A short distance up or down can make a big difference for birding! On a recent trip to Lewa Conservancy in Kenya — with which The Nature Conservancy works to foster a community conservation movement that is rapidly spreading through northern Kenya — I was surprised at the difference 400 meters in elevation could make in the birds we saw.
Pictured above are two guineafowls — same family, obviously different species — helmeted guineafowl on the left, and vulturine guineafowl on the right. Driving the dozen or so miles that led to the 400-meter elevation change, it occurred to me that we were traveling through an ecological threshold point, and the slightly drier and hotter climate translated to subtle habitat shift from mostly grass and shrub (pictured in the photo on the left) to more scrubby and sparse.
This slight habitat shift led to a consequent fascinating change in bird species — and not just the guineafowls. A lot of species changed — go-away-birds, barbets, mousebirds and flycatchers to name but a few.
Most ecologists understand these zones well, while many birders do not — to their detriment. Recognizing the different zones as applied to your interest (birds, in this case) — and what occurs in between (known as transition zones) — are critical to which species you can find and to maximizing the diversity of species.
And where do you find information about what zones that birds prefer? Simple: most of it is in the field guides you would buy before visiting a new place!
In the text of almost all of them are basic descriptions of which habitats and sometimes even elevations that the birds prefer. From my field guides, I knew that the helmeted would be most common around Lewa (which it was), but to see the vulturine I would need to get lower (and drier). Well, on the one planned field trip, we did go lower (to Il Ingwesi) — to below the important 1,100-meter elevation level, and that’s where we saw that zany bird on the right.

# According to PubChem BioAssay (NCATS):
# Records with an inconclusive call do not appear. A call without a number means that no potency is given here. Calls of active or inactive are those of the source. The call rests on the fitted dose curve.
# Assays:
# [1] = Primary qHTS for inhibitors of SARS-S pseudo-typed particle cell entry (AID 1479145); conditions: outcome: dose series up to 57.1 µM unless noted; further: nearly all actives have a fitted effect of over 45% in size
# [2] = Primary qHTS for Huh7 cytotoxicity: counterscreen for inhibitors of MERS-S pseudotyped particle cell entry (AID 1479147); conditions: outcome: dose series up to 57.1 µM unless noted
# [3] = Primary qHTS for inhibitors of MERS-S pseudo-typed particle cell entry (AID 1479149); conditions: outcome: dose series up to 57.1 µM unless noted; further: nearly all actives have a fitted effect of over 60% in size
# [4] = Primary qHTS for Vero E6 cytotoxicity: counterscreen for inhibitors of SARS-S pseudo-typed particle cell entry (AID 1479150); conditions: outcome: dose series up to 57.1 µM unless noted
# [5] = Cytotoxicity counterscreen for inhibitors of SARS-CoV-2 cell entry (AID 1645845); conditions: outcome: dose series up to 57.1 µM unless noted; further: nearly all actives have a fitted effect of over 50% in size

Now, identifying the vulturine guineafowl was easy (clearly it’s visually very different), but sometimes visual differences can be subtle. This is when knowing the habitat can be critical. Sometimes it may not be elevation, it can be simply a different type of forest, or aspect of a valley, or side of a range.
But knowing these habitat clues will make all the difference in your quest to find our feathered friends and learn more about them. As an old ornithologist friend (admittedly a curmudgeon) once said to me (clearly after many questions on my part) — “It’s all in the book! Read it!”
And I have been reading ever since.
-- Text by Timothy Boucher, Cool Green Science Blog